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Will no one tell me what she sings?—
Or is it some more humble lay,
Whate'er the theme, the Maiden sang
YARROW UNVISITED. 1803.
[See the various poems the scene of which is laid upon the banks of the Yarrow; in particular, the exquisite ballad of Hamilton, beginning—
‘Busk ye, busk ye, my bonny, bonny Bride,
From Stirling's castle we had seen
'Let Yarrow folk, frae Selkirk town,
On Yarrow's banks let herons feed,
'There's Galla Water, Leader Haughs,
Both lying right before us;
And Dryborough, where with chiming Tweed
There's pleasant Tiviot-dale, a land
'What's Yarrow but a river bare, That glides the dark hills under? There are a thousand such elsewhere
As worthy of your wonder.'
-Strange words they seemed of slight and scorn |
My True-love sighed for sorrow;
And looked me in the face, to think
I thus could speak of Yarrow !
'Oh! green,' said I, 'are Yarrow's holms,
And sweet is Yarrow flowing!
Fair hangs the apple frae the rock',
O'er hilly path, and open strath,
'Let beeves and home-bred kine partake
1 See Hamilton's ballad, as above.
'Be Yarrow stream unseen, unknown!
It must, or we shall rue it ;
We have a vision of our own;
Ah! why should we undo it?
'If Care with freezing years should come, And wandering seem but folly,—
Should we be loath to stir from home,
And yet be melancholy;
Should life be dull, and spirits low,
TO THE CUCKOO.
O blithe New-comer! I have heard,
I hear thee and rejoice.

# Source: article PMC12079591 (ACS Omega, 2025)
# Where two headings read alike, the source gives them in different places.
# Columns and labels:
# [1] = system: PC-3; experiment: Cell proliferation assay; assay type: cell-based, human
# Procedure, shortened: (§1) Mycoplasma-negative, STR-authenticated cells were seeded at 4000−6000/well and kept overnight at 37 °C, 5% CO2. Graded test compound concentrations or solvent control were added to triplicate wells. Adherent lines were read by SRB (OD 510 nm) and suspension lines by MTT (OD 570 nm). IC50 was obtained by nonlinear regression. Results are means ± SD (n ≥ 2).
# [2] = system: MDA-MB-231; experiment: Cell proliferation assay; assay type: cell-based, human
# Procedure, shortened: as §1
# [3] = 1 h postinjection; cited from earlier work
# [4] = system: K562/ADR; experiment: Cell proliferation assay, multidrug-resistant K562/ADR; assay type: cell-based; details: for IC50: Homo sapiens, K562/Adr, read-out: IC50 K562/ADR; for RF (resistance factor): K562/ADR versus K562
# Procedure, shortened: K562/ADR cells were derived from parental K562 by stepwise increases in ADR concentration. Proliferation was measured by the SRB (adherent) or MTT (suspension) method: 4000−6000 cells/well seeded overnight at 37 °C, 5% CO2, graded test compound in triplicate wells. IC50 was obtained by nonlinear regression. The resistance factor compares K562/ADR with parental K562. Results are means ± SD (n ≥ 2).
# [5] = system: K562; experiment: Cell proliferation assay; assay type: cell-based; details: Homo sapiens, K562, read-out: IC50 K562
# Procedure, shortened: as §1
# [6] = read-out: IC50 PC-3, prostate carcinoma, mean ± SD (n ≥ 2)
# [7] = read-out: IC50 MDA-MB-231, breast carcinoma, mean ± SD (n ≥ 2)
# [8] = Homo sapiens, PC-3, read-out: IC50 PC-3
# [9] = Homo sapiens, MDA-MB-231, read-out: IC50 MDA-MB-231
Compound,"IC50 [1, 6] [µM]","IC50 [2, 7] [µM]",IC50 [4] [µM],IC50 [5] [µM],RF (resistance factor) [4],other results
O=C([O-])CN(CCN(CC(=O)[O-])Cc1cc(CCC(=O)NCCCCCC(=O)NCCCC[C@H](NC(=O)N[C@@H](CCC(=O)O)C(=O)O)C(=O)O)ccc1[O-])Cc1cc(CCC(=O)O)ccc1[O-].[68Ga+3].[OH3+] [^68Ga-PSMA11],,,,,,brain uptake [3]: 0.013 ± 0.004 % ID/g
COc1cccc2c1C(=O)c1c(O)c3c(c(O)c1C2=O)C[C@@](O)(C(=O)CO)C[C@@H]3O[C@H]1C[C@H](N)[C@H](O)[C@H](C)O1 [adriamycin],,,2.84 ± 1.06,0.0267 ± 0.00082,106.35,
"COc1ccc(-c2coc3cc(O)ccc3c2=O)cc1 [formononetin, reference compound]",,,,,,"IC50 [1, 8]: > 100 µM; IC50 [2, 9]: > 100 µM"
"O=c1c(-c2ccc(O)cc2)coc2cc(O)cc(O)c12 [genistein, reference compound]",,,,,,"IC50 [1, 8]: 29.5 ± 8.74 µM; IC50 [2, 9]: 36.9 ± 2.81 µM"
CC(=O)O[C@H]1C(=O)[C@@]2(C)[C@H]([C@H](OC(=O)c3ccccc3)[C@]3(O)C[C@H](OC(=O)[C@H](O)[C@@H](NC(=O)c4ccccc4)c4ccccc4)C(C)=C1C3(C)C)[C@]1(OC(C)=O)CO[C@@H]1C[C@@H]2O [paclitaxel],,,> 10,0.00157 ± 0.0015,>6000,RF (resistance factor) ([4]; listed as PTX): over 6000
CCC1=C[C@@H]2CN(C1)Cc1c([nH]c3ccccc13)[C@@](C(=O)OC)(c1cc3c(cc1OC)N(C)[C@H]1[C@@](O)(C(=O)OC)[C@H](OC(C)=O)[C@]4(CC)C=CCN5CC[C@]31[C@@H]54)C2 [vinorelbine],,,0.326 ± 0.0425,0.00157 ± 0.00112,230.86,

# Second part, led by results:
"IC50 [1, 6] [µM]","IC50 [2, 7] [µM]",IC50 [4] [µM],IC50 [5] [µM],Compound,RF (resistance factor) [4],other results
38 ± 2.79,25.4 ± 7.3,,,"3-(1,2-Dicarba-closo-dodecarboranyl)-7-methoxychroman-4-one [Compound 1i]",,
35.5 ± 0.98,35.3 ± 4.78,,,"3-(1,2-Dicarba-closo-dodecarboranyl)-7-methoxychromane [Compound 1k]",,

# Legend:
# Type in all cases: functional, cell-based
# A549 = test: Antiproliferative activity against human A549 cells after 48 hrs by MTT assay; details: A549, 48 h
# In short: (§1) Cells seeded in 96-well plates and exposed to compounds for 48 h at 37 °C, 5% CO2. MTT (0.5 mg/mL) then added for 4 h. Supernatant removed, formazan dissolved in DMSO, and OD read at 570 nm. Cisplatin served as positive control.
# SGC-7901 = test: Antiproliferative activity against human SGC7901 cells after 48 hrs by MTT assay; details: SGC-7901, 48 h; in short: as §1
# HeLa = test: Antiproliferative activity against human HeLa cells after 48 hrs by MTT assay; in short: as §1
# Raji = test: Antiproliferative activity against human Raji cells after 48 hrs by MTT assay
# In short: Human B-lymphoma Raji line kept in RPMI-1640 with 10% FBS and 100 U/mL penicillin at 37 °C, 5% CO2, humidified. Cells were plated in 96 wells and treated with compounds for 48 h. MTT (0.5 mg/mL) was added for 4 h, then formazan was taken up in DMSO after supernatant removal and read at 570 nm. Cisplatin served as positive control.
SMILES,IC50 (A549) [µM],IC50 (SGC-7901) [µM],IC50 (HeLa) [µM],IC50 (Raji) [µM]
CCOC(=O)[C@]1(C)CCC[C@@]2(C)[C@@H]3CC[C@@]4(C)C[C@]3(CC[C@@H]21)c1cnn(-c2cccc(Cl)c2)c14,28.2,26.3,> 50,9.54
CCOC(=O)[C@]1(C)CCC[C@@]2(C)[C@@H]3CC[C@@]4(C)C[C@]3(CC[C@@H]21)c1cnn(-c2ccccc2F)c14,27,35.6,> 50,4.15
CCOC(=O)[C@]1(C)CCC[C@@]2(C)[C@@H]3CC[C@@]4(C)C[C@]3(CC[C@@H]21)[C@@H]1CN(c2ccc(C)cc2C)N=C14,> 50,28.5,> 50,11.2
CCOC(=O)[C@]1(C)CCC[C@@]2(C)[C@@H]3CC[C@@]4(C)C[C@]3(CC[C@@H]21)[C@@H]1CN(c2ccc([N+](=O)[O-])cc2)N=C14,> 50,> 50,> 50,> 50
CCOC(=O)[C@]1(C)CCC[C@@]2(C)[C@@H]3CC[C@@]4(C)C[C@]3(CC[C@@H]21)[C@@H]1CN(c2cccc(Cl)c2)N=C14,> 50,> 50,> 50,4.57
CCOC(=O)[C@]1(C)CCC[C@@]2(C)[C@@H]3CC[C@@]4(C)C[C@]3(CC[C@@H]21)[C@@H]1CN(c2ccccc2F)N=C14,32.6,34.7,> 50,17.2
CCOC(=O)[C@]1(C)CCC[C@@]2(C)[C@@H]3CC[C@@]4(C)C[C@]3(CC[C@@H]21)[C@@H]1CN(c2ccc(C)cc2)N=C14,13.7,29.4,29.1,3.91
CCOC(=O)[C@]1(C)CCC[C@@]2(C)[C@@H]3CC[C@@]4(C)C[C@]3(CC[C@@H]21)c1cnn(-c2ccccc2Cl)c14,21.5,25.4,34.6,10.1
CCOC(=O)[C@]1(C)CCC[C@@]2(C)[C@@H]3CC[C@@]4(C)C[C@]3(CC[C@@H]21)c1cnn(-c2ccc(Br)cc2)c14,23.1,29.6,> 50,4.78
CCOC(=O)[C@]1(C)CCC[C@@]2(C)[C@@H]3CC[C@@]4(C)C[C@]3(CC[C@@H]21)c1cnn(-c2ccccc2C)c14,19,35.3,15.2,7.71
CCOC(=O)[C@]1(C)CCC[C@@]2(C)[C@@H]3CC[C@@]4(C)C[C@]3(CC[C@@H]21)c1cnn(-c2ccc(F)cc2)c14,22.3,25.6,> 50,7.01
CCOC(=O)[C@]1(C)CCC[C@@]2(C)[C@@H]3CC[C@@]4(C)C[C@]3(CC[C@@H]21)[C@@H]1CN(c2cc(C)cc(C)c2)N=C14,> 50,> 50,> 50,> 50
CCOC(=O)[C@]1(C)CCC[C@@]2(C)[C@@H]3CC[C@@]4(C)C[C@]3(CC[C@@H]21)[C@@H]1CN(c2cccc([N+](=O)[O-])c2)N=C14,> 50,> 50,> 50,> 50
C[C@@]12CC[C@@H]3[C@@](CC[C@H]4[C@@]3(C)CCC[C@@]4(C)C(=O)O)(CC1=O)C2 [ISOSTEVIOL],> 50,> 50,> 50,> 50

O Cuckoo! shall I call thee Bird,
While I am lying on the grass
Though babbling only to the Vale,
Thou bringest unto me a tale
Thrice welcome, darling of the Spring!
Even yet thou art to me
No bird, but an invisible thing,
A voice, a mystery ;
The same whom in my school-boy days
I listened to; that Cry
Which made me look a thousand ways In bush, and tree, and sky.
To seek thee did I often rove
And I can listen to thee yet;
That golden time again.
O blessed Bird! the earth we pace
Again appears to be
AT THE GRAVE OF BURNS. 1803
(Seven Years after his Death.)
I shiver, Spirit fierce and bold,
At thought of what I now behold:
As vapours breathed from dungeons cold
So sadness comes from out the mould
And have I then thy bones so near,
And both my wishes and my ear
Off weight-nor press on weight !—away
To him, and aught that hides his clay
Fresh as the flower, whose modest worth
Deth glorify its humble birth
The piercing eye, the thoughtful brow,
The prompt, the brave,
Slept, with the obscurest, in the low
I mourned with thousands, but as one
How Verse may build a princely throne
Alas! where'er the current tends,
By Skiddaw seen,—
Neighbours we were, and loving friends
True friends though diversely inclined;
Through Nature's skill,
May even by contraries be joined